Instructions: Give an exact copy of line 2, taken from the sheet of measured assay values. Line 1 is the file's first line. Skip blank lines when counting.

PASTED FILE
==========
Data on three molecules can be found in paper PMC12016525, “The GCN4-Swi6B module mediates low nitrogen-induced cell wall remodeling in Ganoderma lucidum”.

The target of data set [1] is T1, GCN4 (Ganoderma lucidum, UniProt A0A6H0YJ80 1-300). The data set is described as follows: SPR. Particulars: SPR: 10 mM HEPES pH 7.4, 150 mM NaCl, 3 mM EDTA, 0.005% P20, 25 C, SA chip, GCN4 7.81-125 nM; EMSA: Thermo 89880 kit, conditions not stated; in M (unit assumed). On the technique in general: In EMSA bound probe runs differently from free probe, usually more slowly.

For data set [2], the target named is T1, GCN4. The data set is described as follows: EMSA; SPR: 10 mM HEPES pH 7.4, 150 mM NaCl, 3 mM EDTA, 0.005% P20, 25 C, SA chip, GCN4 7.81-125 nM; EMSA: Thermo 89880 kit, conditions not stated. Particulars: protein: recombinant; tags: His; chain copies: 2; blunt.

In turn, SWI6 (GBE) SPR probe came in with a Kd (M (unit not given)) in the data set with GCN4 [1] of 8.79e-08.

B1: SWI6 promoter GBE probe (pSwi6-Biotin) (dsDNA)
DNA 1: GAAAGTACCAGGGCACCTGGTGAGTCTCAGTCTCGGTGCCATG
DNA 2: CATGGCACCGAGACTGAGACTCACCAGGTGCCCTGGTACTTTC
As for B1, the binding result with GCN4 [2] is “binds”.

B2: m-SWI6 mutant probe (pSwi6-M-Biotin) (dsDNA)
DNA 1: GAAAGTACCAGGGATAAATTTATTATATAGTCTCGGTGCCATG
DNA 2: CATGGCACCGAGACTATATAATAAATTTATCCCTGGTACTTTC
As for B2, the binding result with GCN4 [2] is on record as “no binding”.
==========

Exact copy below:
The target of data set [1] is T1, GCN4 (Ganoderma lucidum, UniProt A0A6H0YJ80 1-300). The data set is described as follows: SPR. Particulars: SPR: 10 mM HEPES pH 7.4, 150 mM NaCl, 3 mM EDTA, 0.005% P20, 25 C, SA chip, GCN4 7.81-125 nM; EMSA: Thermo 89880 kit, conditions not stated; in M (unit assumed). On the technique in general: In EMSA bound probe runs differently from free probe, usually more slowly.